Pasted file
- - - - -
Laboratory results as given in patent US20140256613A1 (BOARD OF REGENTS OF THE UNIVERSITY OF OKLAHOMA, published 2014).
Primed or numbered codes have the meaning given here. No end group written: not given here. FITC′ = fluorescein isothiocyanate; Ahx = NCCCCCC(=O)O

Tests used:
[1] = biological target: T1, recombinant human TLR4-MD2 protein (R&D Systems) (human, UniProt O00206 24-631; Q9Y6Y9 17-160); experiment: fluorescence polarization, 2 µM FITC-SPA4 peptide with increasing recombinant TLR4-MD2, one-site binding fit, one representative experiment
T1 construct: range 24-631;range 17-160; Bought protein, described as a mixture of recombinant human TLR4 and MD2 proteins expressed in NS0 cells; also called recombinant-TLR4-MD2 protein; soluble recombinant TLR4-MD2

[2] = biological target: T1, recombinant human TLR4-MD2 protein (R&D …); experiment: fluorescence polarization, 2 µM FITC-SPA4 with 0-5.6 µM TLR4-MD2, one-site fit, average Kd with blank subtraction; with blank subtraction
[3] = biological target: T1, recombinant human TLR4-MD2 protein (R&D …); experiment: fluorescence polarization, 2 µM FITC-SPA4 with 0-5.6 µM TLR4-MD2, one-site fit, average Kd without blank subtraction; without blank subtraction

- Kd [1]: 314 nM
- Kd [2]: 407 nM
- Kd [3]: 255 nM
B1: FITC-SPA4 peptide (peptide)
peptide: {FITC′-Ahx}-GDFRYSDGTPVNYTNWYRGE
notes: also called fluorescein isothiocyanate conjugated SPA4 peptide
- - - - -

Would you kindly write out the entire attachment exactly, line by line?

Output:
Laboratory results as given in patent US20140256613A1 (BOARD OF REGENTS OF THE UNIVERSITY OF OKLAHOMA, published 2014).
Primed or numbered codes have the meaning given here. No end group written: not given here. FITC′ = fluorescein isothiocyanate; Ahx = NCCCCCC(=O)O

Tests used:
[1] = biological target: T1, recombinant human TLR4-MD2 protein (R&D Systems) (human, UniProt O00206 24-631; Q9Y6Y9 17-160); experiment: fluorescence polarization, 2 µM FITC-SPA4 peptide with increasing recombinant TLR4-MD2, one-site binding fit, one representative experiment
T1 construct: range 24-631;range 17-160; Bought protein, described as a mixture of recombinant human TLR4 and MD2 proteins expressed in NS0 cells; also called recombinant-TLR4-MD2 protein; soluble recombinant TLR4-MD2

[2] = biological target: T1, recombinant human TLR4-MD2 protein (R&D …); experiment: fluorescence polarization, 2 µM FITC-SPA4 with 0-5.6 µM TLR4-MD2, one-site fit, average Kd with blank subtraction; with blank subtraction
[3] = biological target: T1, recombinant human TLR4-MD2 protein (R&D …); experiment: fluorescence polarization, 2 µM FITC-SPA4 with 0-5.6 µM TLR4-MD2, one-site fit, average Kd without blank subtraction; without blank subtraction

- Kd [1]: 314 nM
- Kd [2]: 407 nM
- Kd [3]: 255 nM
B1: FITC-SPA4 peptide (peptide)
peptide: {FITC′-Ahx}-GDFRYSDGTPVNYTNWYRGE
notes: also called fluorescein isothiocyanate conjugated SPA4 peptide